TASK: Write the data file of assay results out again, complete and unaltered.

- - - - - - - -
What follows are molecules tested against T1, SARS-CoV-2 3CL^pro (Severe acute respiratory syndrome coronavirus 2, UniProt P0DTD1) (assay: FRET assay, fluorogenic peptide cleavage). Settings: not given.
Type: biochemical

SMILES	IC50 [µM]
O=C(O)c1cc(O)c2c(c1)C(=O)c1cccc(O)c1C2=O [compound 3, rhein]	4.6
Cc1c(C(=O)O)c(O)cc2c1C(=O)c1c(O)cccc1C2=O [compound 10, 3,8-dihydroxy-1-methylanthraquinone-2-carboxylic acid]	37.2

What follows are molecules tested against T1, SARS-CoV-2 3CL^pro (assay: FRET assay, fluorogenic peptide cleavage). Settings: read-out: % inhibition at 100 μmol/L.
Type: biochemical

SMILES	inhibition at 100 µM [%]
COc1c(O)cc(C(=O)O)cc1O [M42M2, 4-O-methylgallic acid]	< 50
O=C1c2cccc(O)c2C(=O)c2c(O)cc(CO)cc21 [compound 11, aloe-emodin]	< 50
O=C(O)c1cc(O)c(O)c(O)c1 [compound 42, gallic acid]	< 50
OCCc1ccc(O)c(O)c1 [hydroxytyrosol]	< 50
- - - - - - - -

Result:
What follows are molecules tested against T1, SARS-CoV-2 3CL^pro (Severe acute respiratory syndrome coronavirus 2, UniProt P0DTD1) (assay: FRET assay, fluorogenic peptide cleavage). Settings: not given.
Type: biochemical

SMILES	IC50 [µM]
O=C(O)c1cc(O)c2c(c1)C(=O)c1cccc(O)c1C2=O [compound 3, rhein]	4.6
Cc1c(C(=O)O)c(O)cc2c1C(=O)c1c(O)cccc1C2=O [compound 10, 3,8-dihydroxy-1-methylanthraquinone-2-carboxylic acid]	37.2

What follows are molecules tested against T1, SARS-CoV-2 3CL^pro (assay: FRET assay, fluorogenic peptide cleavage). Settings: read-out: % inhibition at 100 μmol/L.
Type: biochemical

SMILES	inhibition at 100 µM [%]
COc1c(O)cc(C(=O)O)cc1O [M42M2, 4-O-methylgallic acid]	< 50
O=C1c2cccc(O)c2C(=O)c2c(O)cc(CO)cc21 [compound 11, aloe-emodin]	< 50
O=C(O)c1cc(O)c(O)c(O)c1 [compound 42, gallic acid]	< 50
OCCc1ccc(O)c(O)c1 [hydroxytyrosol]	< 50